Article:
The late onset of monsoon rains is forcing more and more farmers to change their cropping practices.
Photo: J.-M. Caimi/laif


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Changes in weather patterns are going to affect agriculture with impacts differing according to region. The developing countries can reckon with the first effects. The authors look at the role that organic agriculture can play in adaptation. They assess the potential that organic agriculture could have but also look at the contribution that agriculture itself is making to climate change and examine how organic agriculture fares in this respect.

 “Year after year the monsoon starts later and the drought period prolongs, putting a heavy charge on crop production. Then, rains start and the degraded soils cannot absorb enough of the water. The gift becomes a punishment and crops and humans suffer again. Climate changes and our cropping practices have to change as well to assure our survival.” Such statements can increasingly be heard from farmers in Southern India, for example.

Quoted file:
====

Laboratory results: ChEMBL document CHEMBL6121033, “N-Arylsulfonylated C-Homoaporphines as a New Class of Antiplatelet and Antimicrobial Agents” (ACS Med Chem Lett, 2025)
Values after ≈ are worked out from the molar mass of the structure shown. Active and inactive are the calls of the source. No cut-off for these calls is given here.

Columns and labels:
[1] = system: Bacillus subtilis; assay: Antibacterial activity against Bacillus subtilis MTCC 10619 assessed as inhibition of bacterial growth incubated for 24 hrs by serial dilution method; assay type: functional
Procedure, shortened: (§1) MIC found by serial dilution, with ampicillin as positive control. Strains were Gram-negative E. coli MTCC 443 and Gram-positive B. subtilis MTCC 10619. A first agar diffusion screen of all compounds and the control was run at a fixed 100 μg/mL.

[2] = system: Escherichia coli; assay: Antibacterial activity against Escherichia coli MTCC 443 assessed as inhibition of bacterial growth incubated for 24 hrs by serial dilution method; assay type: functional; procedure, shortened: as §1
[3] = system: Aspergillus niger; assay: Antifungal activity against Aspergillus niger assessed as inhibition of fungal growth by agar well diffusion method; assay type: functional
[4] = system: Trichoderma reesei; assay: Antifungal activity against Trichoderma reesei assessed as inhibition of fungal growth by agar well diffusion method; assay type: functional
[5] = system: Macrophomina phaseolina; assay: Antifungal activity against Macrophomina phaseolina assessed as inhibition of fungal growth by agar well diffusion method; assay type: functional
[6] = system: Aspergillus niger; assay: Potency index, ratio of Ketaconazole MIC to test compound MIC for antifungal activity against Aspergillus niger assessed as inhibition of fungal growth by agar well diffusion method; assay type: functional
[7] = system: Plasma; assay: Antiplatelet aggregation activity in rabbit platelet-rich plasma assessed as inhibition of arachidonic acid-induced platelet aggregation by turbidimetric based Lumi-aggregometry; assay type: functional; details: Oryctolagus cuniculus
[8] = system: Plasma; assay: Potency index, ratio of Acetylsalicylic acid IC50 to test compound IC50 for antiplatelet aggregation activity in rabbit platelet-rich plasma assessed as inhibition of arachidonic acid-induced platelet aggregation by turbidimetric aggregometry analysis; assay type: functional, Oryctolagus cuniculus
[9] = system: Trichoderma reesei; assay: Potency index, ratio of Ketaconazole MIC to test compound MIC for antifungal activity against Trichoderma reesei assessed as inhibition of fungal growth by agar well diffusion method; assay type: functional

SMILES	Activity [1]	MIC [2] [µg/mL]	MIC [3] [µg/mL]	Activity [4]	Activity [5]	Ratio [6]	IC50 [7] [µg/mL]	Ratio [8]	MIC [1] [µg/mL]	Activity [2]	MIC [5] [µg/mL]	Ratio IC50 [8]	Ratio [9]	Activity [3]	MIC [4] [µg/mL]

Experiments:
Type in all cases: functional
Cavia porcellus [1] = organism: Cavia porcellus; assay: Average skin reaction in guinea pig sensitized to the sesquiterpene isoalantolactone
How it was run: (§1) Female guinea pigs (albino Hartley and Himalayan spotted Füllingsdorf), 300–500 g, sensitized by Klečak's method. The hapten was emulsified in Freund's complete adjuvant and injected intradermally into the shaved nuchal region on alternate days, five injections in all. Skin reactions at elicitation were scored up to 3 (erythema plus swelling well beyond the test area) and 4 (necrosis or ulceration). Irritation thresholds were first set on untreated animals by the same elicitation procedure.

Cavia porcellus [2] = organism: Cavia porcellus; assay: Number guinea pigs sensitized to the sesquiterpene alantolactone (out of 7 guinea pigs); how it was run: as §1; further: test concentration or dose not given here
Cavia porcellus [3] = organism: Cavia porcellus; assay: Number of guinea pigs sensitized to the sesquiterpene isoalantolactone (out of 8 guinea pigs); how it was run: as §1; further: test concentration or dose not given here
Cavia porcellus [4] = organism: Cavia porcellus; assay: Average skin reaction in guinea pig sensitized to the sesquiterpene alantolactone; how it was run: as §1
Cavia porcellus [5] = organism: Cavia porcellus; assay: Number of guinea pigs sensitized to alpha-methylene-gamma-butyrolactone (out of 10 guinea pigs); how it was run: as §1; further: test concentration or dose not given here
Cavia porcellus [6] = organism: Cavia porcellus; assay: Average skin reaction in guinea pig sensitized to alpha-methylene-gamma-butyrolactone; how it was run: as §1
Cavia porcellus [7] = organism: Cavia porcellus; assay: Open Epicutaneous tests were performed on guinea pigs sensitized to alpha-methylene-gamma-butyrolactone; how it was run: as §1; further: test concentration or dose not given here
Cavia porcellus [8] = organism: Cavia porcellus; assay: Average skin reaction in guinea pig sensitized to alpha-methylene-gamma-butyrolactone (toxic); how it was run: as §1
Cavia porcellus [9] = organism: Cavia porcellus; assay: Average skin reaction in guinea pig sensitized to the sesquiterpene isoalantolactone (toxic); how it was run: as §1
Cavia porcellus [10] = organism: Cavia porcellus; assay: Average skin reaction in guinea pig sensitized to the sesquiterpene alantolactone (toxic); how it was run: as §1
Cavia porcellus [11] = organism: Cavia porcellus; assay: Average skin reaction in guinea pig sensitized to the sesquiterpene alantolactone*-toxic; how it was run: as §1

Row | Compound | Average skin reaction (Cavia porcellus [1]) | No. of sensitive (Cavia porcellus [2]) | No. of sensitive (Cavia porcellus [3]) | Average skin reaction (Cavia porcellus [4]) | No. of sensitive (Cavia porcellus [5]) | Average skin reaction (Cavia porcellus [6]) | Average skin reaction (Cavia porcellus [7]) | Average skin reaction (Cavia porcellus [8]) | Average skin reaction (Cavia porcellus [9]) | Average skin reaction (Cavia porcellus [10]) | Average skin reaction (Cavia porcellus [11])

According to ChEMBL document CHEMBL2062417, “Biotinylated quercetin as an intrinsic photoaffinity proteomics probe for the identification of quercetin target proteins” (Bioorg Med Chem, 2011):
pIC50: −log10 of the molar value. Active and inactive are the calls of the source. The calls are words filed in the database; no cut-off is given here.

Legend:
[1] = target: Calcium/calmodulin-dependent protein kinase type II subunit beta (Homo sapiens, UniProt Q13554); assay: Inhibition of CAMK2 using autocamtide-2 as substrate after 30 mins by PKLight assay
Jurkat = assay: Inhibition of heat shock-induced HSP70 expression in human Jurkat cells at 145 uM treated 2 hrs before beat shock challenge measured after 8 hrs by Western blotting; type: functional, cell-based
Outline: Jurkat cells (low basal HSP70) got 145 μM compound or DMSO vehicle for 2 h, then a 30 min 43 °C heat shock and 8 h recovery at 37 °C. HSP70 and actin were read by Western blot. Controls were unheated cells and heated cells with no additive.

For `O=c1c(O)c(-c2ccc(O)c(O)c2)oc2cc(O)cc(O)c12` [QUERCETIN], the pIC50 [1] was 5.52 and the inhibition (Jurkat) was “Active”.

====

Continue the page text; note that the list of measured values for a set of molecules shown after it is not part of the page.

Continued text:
Climate change is real. Mitigation measures have to be taken, but even with strong action, climate change will increasingly affect societies and the environment. For agriculture, the most pressing question is how to assure food production in a changing climate, or, framed differently, how to adapt to climate change. The more mitigation action is taken, the easier this task will be. Thus, the other important question is how agriculture may contribute to climate change mitigation.

The effects of climate change on agriculture

Climate change affects agriculture in various ways.

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